Here stood the gateway to the Netherlands; a monstrous lock (a sluis in Dutch) at the intersection of the Meuse River (now Maas River in Dutch) and the Albertkanaal. We looked ahead at the three locks sprawled across the river, one additionally under construction, and wondered where we had missed the stop where instruction manuals were provided. Fortunately, a VHF channel was posted. While Brian steered Detour towards a waiting wall where there was already a tugboat, I hailed the lock-keeper hoping for some guidance. The keeper actually answered! Well, my goodness, we are entering a new country! “Bonjour, Madame!” came a cheery reply over the VHF. “Bonjour, Monsieur!” I responded confidently, hoping this would be my final French VHF conversation, then proceeded to inquire in English about which lock we should approach. “Middle one, five minutes,” from the keeper. When the lock opened we entered, and approached the starboard side wall to secure to a floating bollard. I was nearly decapitated by an extremely long rake handle that was lying on the ground at the adjacent construction and overhanging the lock wall. I managed to yell out, “Hold-it, there’s a post,” to Brian before comprehending that the object was, indeed, just a rake handle then grabbed it and walked it along with me towards the stern so that I could see it safely over the boat’s stern arch. Meanwhile, I looked at Brian quizzingly, wondering why he had swerved and we’d missed our intended bollard. He shouted back, “POST! WHAT POST!” I hadn’t translated the information to him and very casually replied, “Oh never mind, it’s a just a rake.” Brian had no idea, of course, what I was talking about but proceeded to dock at the next bollard while I returned to the mid-line to be ready. Shortly after securing to the bollard I explained the post was actually a rake and pointed at the still overhanging handle lying over the edge of the lock. After weaving through several commercial ships awaiting the lock, and then dodging two pleasure boats that made a tight turn ’round the corner on their upstream approach to the lock, we breathed a sigh of relief. ‘Welcome to the Netherlands!” Brian cheered, “We’ve made it!” We continued along the Maas River; to starboard a large lake, and just ahead bustling pleasure boats moved about the river as we approached our first stop at Maastricht. We found available space and a very helpful harbormaster at Treech 42.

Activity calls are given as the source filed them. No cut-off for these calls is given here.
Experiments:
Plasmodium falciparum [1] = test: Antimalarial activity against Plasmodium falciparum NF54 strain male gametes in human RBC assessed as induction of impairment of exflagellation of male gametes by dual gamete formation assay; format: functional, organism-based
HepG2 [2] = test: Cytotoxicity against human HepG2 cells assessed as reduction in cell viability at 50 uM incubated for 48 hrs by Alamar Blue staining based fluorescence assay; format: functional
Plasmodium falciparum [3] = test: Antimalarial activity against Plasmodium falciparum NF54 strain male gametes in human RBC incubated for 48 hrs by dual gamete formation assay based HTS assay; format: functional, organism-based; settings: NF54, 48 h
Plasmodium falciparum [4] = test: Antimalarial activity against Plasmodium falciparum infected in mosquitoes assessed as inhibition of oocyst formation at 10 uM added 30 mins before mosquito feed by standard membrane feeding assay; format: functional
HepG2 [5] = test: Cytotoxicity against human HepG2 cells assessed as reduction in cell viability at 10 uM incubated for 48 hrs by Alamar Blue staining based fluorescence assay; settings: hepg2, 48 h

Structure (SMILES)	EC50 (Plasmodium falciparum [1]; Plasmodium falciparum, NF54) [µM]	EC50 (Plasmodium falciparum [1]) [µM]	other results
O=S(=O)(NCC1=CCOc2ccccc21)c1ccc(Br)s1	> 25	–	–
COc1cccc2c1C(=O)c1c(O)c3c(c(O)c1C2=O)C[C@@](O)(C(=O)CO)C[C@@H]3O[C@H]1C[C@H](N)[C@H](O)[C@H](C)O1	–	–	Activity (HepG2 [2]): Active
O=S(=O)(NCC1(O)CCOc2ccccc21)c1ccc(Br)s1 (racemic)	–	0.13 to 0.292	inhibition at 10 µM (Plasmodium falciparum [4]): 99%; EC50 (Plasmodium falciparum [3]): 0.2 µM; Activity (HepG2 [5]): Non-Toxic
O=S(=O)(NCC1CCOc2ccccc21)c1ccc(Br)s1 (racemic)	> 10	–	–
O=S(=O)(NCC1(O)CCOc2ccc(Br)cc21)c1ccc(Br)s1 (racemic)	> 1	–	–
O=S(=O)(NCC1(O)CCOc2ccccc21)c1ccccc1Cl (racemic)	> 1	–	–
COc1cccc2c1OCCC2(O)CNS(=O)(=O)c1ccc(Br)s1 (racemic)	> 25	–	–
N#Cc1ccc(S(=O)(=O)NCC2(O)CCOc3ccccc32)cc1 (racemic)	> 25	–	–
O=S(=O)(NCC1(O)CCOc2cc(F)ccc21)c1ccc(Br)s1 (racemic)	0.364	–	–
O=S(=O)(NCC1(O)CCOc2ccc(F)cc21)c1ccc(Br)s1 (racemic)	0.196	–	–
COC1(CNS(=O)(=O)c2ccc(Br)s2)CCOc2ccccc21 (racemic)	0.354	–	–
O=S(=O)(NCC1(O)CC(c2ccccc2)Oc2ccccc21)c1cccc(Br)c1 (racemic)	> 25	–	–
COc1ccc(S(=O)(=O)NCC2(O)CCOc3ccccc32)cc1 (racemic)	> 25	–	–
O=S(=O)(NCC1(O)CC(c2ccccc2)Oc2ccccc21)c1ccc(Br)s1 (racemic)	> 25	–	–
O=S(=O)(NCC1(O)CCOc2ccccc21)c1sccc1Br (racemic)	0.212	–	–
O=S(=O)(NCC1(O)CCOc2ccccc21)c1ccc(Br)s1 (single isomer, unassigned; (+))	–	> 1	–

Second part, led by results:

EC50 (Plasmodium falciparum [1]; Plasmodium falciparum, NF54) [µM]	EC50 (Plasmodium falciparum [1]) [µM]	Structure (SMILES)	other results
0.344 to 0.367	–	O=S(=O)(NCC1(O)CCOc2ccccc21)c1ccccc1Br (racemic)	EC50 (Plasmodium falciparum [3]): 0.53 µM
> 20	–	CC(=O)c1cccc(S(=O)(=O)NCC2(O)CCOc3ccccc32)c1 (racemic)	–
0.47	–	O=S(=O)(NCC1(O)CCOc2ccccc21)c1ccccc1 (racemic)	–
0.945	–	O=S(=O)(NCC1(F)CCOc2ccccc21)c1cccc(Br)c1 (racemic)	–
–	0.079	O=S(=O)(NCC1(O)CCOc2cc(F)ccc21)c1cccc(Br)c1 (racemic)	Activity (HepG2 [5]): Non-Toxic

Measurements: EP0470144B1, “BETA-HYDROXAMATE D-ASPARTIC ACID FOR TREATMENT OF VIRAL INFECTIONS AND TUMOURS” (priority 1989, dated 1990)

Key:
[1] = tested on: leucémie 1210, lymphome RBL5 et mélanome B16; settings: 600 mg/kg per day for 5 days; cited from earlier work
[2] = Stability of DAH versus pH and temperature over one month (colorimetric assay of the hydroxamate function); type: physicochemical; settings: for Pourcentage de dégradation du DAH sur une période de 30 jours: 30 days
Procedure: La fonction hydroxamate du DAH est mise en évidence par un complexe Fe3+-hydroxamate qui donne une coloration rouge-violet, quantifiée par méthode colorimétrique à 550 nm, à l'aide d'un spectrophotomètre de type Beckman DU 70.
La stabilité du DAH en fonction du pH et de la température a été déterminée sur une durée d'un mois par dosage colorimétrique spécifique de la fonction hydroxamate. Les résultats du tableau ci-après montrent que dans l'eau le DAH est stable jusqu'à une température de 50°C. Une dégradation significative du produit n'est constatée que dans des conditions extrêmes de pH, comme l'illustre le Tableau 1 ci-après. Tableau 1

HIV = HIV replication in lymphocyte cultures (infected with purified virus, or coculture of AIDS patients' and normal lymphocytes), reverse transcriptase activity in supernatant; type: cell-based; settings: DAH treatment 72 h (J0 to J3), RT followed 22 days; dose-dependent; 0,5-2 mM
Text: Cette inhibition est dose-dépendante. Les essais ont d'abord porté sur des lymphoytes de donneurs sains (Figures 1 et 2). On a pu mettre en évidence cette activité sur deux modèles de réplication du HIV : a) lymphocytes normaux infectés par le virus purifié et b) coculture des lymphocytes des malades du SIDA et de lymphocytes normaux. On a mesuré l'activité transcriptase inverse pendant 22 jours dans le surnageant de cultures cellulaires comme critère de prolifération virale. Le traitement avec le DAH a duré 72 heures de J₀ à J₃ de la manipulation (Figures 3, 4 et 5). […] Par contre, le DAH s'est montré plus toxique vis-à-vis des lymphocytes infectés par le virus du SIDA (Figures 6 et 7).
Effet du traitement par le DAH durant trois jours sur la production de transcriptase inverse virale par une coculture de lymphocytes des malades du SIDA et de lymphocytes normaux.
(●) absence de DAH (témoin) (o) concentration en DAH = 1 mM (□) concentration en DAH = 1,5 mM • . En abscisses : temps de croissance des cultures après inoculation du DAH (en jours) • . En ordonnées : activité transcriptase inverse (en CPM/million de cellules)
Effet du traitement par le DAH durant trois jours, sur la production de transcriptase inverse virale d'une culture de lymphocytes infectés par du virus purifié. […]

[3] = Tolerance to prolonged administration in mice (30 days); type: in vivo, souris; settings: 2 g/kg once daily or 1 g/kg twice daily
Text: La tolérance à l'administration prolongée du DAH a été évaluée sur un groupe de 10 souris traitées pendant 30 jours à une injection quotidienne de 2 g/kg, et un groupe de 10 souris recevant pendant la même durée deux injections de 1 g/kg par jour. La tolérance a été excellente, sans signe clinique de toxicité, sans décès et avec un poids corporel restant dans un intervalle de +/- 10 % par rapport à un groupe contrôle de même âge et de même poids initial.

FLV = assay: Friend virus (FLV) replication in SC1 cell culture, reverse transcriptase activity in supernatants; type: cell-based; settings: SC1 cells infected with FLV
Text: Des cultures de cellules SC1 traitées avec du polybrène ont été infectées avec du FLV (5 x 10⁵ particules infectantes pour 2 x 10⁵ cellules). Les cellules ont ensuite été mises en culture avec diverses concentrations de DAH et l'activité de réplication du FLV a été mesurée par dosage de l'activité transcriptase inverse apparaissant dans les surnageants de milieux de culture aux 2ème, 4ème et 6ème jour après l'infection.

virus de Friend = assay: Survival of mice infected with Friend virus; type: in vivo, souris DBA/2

From Treech 42 we explored the city of Maastricht for two days in-between getting ourselves quickly acquainted in the Netherlands. A new country requires a new SIM card for a new data plan, new navigational charts to review, new grocery stores with which to familiarize oneself, new, new, new…and did I mention a new language too! The wonderful thing about the Netherlands is that although everyone speaks Dutch everyone also speaks English and very unlike France, most people seem to be friendly, interested, and helpful. From our arrival, we’ve been thrilled with the Netherlands’ hospitality!
Maastricht is the oldest city in the Netherlands and so it has much history and much to see. Helpoort, or Hell’s Gate, was constructed during the 1200’s and was the southeastern entry through the city walls to Maastricht. Over many years, in addition to being the city’s primary entrance until the second city wall was built during the 15th century, Helpoort had housed prisoners in its tower, served as storage space, served as workshop, and served as residence. Today there is a museum within the gate, dedicated to its history. As soon as we’d stepped into this 700-year-old Dominican church, it was evident that we’d not be late for mass. The church has been completely converted into a modern book store and cafe, Boekhandel Dominicanen. Sint Janskerk (St. Jon’s Church) hosts an active Protestant parish. This unique church towers above the center of Maastricht. Of course, as in all new places, there were less-known fun surprises at each turn. Amidst the bustling shopping streets we stumbled upon The Hoppy Brothers which was a fabulous beer shop. We browsed a large selection of craft brews from the Netherlands, UK, and even found familiar labels from the United States. The enthusiastic shop tender gave us solid recommendations per our beer preferences. He was astounded, however, that I had selected from the stout and porter section, “…this is a strong beer,” he stated repeatedly as I pulled an imperial stout from the shelf. We later learned that these strong beers are not a common choice among Dutch ladies. Walking away from The Hoppy Brothers with a full bag of brews (we enjoyed all of them in turn!), we next walked through De Bisschopsmolen. This fully operational flour mill operates with a water wheel. The shop sells freshly baked bread and lets guests freely observe the milling process. We could hardly get enough of Maastricht; each evening we’d return to the downtown to stroll the city streets on either side of the Maas River. But we were soon moving along northward, there was so much to explore!